Efficient and durable perovskite solar cell materials

November 24, 2020

Perovskite solar cells are attracting attention as the next-generation solar battery material thanks to their low processing cost and excellent photovoltaic quality. However, it is difficult to commercialize them because their key material - perovskite - is vulnerable to light and moisture.

Recently, a POSTECH research team has developed an organic spacer molecular additive that can improve both the photoelectric efficiency and stability of perovskite.

A POSTECH research team led by Professor Kilwon Cho and Ph.D. candidate Sungwon Song of the Department of Chemical Engineering has succeeded in fabricating perovskite solar cells that are highly efficient and stable by drastically reducing the concentration of internal defects in the crystals as well as increasing the moisture resistance of perovskite by introducing a new organic spacer molecule additive in the perovskite crystal. The study was published as a cover paper in the latest issue of Advanced Energy Materials, one of the most authoritative journals in the field of energy.

By adding organic spacer ions to solve the problem, the research team developed a hybrid perovskite photovoltaic layer where two- and three-dimensional perovskite coexist. Organic spacers create two-dimensional perovskite structures on the surface of 3D perovskite crystals. These structures act as stabilizing layer that increases resistance to moisture due to its property of repelling water.

In addition, it was discovered for the first time that this newly introduced organic spacer minimizes mechanical stress of the two- and three-dimensional perovskite crystal interfaces, thus promoting the nuclear production and growth of the 3D perovskite crystal. As a result, the internal defects of the photoreactive layer - the 3D perovskite crystals - have been dramatically reduced.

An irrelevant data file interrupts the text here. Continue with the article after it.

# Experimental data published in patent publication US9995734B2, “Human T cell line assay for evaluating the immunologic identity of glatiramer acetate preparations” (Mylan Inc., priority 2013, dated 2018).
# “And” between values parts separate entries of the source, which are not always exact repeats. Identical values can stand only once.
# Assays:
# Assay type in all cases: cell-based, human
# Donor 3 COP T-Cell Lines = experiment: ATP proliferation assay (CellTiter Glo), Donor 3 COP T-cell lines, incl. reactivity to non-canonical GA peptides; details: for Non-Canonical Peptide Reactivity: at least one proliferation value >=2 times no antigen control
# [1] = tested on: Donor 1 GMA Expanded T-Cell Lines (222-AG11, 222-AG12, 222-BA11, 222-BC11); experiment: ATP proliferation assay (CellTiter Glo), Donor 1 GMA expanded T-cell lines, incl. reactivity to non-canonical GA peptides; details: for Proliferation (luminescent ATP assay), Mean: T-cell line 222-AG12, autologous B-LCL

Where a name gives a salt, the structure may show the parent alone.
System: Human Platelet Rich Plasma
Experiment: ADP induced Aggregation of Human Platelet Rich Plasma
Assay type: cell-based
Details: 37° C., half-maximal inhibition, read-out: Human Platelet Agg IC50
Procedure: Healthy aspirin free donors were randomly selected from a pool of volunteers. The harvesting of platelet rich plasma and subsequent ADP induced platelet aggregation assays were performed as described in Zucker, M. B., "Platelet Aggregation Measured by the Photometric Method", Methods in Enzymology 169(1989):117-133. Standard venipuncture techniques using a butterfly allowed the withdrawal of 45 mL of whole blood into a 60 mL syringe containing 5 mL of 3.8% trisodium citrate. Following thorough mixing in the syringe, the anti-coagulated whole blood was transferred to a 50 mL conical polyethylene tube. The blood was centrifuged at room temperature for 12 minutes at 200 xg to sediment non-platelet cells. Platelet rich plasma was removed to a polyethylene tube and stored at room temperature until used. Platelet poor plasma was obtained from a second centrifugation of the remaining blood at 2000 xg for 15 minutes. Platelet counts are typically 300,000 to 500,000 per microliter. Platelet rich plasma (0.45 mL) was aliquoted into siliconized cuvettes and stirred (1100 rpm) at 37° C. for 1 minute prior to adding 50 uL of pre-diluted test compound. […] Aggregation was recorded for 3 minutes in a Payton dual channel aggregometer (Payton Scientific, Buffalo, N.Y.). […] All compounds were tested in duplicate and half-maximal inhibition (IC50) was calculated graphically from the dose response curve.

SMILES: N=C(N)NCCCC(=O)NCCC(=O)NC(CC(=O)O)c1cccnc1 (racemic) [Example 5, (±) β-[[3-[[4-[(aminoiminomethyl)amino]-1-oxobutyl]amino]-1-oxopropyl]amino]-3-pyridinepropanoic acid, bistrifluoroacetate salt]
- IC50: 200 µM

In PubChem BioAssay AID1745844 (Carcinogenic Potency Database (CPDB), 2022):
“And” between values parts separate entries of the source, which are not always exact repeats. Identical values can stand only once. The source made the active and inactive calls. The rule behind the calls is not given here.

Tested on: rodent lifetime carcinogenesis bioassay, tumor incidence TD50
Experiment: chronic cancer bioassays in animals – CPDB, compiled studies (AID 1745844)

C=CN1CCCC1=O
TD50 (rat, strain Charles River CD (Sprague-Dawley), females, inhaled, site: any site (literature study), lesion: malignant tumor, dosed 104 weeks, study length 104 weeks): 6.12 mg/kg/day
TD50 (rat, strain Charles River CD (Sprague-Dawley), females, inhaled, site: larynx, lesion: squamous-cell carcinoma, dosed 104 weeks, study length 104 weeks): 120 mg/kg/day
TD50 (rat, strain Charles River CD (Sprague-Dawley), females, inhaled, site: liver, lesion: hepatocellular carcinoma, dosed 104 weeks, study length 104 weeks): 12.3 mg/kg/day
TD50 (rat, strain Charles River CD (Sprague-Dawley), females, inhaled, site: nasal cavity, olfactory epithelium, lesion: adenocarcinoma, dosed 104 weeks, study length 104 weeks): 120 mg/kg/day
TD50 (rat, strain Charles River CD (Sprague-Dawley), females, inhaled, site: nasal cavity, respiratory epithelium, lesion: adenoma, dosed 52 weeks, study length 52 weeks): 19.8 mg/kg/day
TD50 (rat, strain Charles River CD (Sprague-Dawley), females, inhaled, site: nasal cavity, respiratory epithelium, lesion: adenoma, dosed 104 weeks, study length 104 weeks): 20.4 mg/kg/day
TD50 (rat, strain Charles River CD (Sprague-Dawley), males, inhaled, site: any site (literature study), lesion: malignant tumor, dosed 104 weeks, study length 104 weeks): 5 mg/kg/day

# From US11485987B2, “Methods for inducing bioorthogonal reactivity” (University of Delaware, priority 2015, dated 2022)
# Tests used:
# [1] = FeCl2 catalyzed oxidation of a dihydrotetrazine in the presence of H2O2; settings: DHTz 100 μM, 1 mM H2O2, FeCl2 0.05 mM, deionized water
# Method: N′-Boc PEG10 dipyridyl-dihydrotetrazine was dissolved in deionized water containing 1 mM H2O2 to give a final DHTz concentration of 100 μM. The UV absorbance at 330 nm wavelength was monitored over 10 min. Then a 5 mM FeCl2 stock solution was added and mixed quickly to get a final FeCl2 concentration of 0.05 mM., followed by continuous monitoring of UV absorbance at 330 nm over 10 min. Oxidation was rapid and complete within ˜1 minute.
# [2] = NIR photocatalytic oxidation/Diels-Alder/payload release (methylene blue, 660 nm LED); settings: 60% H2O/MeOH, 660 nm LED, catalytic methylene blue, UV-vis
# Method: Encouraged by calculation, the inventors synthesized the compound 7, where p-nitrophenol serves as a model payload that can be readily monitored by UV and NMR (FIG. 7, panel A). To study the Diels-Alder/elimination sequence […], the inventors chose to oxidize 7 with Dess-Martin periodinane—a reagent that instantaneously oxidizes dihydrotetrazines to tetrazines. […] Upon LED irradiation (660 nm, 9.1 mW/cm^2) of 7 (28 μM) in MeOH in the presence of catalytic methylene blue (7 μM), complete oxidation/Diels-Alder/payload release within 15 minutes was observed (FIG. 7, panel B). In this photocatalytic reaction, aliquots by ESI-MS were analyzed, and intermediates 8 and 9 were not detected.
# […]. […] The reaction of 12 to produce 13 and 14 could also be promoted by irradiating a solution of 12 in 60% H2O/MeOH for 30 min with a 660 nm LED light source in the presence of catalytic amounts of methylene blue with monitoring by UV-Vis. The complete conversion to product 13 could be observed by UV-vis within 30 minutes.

The solar cells developed by the research team achieved 21.3 % efficiency and secured moisture stability to maintain more than 80% of their initial efficiency even after 500 hours under 60% of relative humidity conditions.

"This study has presented a new perspective on organic spacer molecular design for the realization of high performing and stable perovskite solar cells," remarked Professor Kilwon Cho who led the study. He added, "It is anticipated to be a source technology that can contribute to the commercialization of perovskite solar cell technology."
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The research was conducted with the support from the Center for Advanced Soft Electronics under the Global Frontier Research Program of the Ministry of Science and ICT of Korea.

Pohang University of Science & Technology (POSTECH)

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